Community leaders ask for more action & less talk to fight gun violence

MADISON (WKOW) -- The Madison Common Council took a first step to try to end the deadly gun violence that's on the rise. But some community leaders say it's taken them too long to spend some of the money the council pledged to end the problem. 

On Tuesday, after much discussion on language and a separate amendment, the council approved $75,000 to fund peer support specialists and emergency response to shootings in the city. Members of the peer support group respond to shootings or other attacks to offer support and services to the victims and their families. 

"We are losing a life almost weekly right now," said Zandra Hagberg, the assistant director for a grassroots group called the Focused Interruption Coalition. 

With summer just beginning she worries the amount of shootings in Madison will only rise with the temperature, as it did around this time in 2016. 

It's one reason Hagberg has been trying to get the city to act.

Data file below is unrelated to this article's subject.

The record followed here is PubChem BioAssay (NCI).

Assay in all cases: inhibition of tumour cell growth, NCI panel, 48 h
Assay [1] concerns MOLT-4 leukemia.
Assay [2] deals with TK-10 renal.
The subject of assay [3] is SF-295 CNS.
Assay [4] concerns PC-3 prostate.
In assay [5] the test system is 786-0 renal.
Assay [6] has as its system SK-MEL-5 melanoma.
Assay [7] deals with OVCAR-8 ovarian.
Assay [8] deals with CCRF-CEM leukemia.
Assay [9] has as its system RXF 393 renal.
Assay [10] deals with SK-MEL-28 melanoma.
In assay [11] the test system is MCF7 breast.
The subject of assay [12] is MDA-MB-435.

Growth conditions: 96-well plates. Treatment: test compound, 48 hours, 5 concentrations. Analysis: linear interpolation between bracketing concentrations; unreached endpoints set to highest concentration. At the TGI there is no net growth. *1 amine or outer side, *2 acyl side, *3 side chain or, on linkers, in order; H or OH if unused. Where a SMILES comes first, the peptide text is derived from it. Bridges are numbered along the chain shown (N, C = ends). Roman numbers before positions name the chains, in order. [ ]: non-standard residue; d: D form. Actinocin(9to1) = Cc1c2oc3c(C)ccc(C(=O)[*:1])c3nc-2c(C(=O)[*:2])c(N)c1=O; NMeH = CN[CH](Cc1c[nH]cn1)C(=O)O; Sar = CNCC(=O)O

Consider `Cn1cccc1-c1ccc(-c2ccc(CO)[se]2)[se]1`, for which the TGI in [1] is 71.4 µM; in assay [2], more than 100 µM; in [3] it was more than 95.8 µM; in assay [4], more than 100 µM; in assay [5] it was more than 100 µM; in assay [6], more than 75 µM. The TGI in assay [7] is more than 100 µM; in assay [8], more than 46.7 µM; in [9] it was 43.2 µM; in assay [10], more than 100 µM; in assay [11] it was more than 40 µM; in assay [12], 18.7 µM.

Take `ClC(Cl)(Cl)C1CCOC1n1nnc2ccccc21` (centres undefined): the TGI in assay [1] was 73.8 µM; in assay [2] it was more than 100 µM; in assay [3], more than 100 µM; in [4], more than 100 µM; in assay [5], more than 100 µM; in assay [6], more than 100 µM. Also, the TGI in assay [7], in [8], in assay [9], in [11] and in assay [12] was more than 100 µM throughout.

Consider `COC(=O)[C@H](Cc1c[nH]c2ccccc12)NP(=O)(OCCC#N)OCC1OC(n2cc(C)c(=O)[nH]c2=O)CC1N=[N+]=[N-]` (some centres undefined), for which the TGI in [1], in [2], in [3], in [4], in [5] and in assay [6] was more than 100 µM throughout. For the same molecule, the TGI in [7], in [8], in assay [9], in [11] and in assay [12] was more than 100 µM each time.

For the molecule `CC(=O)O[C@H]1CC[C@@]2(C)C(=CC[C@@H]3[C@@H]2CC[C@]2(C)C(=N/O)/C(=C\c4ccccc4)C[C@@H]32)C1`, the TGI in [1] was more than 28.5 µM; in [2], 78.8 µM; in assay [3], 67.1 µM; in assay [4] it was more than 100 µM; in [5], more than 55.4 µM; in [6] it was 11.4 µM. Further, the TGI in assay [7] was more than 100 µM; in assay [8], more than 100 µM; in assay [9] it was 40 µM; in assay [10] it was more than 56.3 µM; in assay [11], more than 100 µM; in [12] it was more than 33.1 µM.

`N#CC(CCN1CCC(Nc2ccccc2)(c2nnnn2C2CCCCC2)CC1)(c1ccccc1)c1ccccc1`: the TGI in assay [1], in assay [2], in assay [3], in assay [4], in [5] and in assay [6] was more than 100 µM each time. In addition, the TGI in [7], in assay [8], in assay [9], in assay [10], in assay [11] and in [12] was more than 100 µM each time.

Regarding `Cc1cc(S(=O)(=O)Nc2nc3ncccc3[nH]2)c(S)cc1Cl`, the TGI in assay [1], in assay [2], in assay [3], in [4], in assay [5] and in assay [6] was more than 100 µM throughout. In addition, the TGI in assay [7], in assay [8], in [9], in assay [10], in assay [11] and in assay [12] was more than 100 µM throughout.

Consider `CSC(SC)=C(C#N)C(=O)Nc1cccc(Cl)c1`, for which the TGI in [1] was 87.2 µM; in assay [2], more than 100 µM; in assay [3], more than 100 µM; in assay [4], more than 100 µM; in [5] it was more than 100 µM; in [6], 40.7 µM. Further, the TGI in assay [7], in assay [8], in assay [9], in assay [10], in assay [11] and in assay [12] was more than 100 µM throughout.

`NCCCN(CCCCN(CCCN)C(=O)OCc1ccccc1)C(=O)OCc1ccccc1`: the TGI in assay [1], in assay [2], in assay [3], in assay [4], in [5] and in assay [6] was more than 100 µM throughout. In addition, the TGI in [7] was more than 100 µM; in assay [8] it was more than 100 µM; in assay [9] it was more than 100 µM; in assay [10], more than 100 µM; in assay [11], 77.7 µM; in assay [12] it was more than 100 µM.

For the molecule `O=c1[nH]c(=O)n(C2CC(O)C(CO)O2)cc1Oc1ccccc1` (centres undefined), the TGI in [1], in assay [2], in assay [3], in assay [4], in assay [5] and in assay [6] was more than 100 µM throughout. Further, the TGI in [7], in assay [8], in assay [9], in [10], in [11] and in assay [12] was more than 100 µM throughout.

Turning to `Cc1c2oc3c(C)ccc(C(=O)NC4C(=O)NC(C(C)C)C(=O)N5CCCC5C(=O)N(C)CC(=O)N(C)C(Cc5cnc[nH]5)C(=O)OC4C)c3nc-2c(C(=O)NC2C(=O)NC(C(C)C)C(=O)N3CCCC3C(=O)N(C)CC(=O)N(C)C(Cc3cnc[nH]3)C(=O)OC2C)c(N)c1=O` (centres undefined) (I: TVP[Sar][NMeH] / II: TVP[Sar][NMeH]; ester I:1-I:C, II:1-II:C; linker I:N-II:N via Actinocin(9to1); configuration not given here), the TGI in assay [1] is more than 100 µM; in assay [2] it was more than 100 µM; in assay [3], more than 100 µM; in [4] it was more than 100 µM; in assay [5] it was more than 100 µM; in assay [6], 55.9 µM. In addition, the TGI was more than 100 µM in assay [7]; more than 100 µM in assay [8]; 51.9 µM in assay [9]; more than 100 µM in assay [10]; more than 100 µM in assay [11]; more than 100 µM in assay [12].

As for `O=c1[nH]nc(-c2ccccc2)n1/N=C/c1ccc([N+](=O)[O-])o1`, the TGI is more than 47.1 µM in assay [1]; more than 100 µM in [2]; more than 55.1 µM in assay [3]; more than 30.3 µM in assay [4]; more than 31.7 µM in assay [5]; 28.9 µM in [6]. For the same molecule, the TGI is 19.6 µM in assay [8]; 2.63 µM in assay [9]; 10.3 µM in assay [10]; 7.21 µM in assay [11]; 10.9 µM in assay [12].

"We are reacting and there's no prevention in place," she said. 

Both she and community leader Michael Johnson, who is the president and CEO of the Boys and Girls Club of Dane County, helped author a prevention plan called the 15-Point Plan. The first introduced the plan to city leaders nearly a year ago. Johnson said the ideas were brought forth by community members. 

"This issue is not going to fix itself. This is now an urban community, the police department can't do it themselves, the mayor's office can't do it by themselves," Johnson explained passionately. 

As of Tuesday night, the city council has only approved funding for two actions. 

"We've had a series of meetings with the mayor's office and with other city departments and alders. So, behind the scenes it's been a lot of work," Johnson said. 

He believes the city needs to talk less and take action. 

"We need more action. [There's been] a lot of conversation but now it's time to put the talk behind us," Johnson added. 

The slow response has come too late for many families whose loved ones have died in the violence. 

"Shame on us," Johnson said as he was asked what he would say to those families. 

For Hagberg, the fight for a prevention plan has been exhausting.

"I've never put so many hours into something that has moved so slowly," she said. 

But the effort will be worth is for both Johnson and Hagberg. They Tuesday night's approval of funds will give the momentum needed to fund other parts of the 15-Point Plan in order to try to make Madison the city they both once recognized. 

"As a city, we have a responsibility to address this issue. We have a responsibility to have a plan in place to help resolve these issues," Johnson said. 

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